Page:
Study: Facebook Stalking Stunts Ability to “Get Over” an Ex

C. Price

Written by: C. Price

C. Price

C. Price is part of DatingAdvice.com's content team. She writes advice articles, how-to guides, and studies — all relating to dating, relationships, love, sex, and more.

Edited by: Lillian Castro

Lillian Castro

Lillian Guevara-Castro brings more than 30 years of journalism experience to ensure DatingAdvice articles have been edited for overall clarity, accuracy, and reader engagement. She has worked at The Atlanta Journal and Constitution, The Gwinnett Daily News, and The Gainesville Sun covering lifestyle topics.

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A recent study indicates that “Facebook stalking” your exes makes it harder to get over them and move on with new relationships.

The study explained how sustained contact with an ex after a breakup can be “detrimental.” Conducted by social psychologist Tara Marshall of Brunel University, the study determined that something as simple as remaining Facebook friends with an ex was enough to increase breakup-related distress, increase negative feelings and sexual desire for an ex, and increase the depth and duration of longing for that ex.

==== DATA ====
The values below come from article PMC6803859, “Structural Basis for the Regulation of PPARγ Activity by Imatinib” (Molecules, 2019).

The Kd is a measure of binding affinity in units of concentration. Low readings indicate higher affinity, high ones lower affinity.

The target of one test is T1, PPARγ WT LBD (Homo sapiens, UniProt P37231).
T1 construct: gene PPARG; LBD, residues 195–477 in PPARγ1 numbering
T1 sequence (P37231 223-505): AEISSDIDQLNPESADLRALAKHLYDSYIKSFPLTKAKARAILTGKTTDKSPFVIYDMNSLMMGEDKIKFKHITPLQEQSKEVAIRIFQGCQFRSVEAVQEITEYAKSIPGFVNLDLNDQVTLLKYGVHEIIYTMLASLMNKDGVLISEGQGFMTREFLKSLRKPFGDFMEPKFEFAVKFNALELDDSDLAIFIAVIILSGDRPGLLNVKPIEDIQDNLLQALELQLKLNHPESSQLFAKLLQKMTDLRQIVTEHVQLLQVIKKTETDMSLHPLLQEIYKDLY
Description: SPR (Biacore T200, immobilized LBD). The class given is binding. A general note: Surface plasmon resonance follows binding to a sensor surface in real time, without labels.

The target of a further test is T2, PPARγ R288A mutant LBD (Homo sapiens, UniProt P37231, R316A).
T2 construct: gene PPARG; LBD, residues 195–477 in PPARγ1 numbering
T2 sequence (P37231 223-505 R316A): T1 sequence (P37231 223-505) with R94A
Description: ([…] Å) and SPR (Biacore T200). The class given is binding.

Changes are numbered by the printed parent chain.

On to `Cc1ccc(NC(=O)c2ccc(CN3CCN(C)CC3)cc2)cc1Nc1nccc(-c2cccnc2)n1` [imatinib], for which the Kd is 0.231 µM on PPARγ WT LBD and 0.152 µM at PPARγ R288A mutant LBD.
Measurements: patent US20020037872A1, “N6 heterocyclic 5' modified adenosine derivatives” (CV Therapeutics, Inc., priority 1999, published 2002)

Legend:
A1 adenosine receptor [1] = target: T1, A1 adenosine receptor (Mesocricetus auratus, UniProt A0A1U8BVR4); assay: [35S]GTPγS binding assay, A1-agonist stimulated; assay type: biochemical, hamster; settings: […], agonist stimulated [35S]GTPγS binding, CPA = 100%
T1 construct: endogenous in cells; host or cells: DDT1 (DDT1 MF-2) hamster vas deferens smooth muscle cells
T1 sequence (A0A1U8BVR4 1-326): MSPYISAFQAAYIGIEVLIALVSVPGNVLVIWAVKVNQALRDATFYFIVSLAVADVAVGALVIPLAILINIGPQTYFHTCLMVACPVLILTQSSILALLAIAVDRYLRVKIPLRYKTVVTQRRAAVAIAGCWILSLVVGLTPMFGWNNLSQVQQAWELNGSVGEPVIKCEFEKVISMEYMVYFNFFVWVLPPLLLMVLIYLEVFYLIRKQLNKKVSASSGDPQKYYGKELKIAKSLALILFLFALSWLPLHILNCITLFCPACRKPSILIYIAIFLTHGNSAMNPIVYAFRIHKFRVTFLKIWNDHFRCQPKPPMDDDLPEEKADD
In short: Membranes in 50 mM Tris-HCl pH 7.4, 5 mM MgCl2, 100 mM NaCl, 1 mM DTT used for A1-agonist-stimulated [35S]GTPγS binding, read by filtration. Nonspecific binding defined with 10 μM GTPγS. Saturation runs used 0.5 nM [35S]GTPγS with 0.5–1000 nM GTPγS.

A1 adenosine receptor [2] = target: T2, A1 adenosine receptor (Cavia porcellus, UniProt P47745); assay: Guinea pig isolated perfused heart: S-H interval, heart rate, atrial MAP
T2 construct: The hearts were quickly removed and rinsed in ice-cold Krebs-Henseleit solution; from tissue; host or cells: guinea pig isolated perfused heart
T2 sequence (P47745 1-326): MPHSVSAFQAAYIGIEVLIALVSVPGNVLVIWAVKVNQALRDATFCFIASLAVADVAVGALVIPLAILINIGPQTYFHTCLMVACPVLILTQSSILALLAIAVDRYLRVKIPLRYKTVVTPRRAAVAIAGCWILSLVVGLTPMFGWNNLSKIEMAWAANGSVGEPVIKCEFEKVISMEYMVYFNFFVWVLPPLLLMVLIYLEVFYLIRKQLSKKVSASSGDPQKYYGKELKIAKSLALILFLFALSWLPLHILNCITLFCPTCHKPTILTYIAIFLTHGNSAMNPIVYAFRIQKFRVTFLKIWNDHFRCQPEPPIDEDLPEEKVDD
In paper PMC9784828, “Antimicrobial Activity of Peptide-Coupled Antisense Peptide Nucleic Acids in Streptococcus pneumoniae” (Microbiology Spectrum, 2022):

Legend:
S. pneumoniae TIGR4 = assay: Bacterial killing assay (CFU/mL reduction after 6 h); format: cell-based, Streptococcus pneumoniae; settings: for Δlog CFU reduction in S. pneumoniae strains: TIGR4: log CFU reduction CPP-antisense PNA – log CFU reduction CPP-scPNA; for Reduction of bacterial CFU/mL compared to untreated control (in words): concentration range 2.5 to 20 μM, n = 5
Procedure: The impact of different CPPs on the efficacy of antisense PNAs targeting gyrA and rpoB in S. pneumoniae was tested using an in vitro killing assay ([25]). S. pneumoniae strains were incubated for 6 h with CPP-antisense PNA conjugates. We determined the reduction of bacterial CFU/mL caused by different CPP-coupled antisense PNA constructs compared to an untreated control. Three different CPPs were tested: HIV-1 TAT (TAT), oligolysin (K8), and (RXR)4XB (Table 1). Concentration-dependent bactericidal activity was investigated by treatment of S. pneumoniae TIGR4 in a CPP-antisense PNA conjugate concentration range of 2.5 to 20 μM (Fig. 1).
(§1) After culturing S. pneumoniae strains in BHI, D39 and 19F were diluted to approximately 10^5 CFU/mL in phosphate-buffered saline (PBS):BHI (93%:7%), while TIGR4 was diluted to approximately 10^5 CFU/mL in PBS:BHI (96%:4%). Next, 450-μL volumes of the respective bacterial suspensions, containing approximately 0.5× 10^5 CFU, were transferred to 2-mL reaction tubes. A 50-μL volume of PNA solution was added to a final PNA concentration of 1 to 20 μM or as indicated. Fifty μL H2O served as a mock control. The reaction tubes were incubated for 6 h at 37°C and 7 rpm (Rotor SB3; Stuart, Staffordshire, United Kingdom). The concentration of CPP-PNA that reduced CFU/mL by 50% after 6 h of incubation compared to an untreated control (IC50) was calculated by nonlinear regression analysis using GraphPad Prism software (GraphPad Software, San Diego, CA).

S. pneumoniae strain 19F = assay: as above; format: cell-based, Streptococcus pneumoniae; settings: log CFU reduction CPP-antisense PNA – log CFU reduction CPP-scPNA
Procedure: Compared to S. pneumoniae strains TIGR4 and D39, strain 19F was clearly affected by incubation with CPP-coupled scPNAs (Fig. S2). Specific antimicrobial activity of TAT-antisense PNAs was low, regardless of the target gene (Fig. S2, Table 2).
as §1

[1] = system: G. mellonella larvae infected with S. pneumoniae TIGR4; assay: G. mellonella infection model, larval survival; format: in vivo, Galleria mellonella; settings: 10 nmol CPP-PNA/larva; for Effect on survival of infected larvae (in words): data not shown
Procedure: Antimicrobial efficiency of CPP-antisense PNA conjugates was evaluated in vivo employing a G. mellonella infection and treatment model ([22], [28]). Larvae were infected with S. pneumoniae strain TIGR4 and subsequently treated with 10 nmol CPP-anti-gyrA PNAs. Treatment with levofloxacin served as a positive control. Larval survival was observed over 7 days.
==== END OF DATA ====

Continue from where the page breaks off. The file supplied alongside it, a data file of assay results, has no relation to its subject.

“Facebook often remains the only means of contact,

enabling one or both partners to remain ‘stuck.'”

Why does remaining friends with an ex on Facebook cause such significant changes in the breakup process? The researchers suggest after a breakup Facebook often remains the only means of contact between an individual and their ex, enabling one or both partners to remain “stuck” in the getting-over-it phase, while completely cutting off all contact would encourage the individual to move on.

Researchers concluded “Breaking up IRL is no longer enough to get over an ex. You’ve got to end contact on Facebook, too.”

This research comes on the heels of additional studies which indicate Facebook not only prolongs the process of getting over a relationship, it also complicates other stages of the dating process. Studies have found that Facebook creates additional social pressure that makes it more difficult to end publicly acknowledged relationships, while reluctance to engage in public displays of “Facebook affection” (such as including a partner in your profile picture) have become significant sources of real life stress in relationships.

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